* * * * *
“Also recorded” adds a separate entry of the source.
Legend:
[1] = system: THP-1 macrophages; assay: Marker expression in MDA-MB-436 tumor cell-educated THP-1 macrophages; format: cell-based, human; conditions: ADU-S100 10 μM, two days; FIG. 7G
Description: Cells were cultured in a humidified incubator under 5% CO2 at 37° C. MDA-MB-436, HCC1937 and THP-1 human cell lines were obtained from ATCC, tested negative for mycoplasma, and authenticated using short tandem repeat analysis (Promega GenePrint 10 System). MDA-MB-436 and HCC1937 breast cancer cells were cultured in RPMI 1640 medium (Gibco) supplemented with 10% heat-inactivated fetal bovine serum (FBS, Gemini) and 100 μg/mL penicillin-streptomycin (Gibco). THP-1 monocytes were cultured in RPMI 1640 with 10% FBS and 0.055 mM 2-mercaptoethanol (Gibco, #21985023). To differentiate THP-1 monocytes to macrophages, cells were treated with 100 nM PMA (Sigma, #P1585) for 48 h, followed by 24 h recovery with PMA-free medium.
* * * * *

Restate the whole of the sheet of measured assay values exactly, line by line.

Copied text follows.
“Also recorded” adds a separate entry of the source.
Legend:
[1] = system: THP-1 macrophages; assay: Marker expression in MDA-MB-436 tumor cell-educated THP-1 macrophages; format: cell-based, human; conditions: ADU-S100 10 μM, two days; FIG. 7G
Description: Cells were cultured in a humidified incubator under 5% CO2 at 37° C. MDA-MB-436, HCC1937 and THP-1 human cell lines were obtained from ATCC, tested negative for mycoplasma, and authenticated using short tandem repeat analysis (Promega GenePrint 10 System). MDA-MB-436 and HCC1937 breast cancer cells were cultured in RPMI 1640 medium (Gibco) supplemented with 10% heat-inactivated fetal bovine serum (FBS, Gemini) and 100 μg/mL penicillin-streptomycin (Gibco). THP-1 monocytes were cultured in RPMI 1640 with 10% FBS and 0.055 mM 2-mercaptoethanol (Gibco, #21985023). To differentiate THP-1 monocytes to macrophages, cells were treated with 100 nM PMA (Sigma, #P1585) for 48 h, followed by 24 h recovery with PMA-free medium.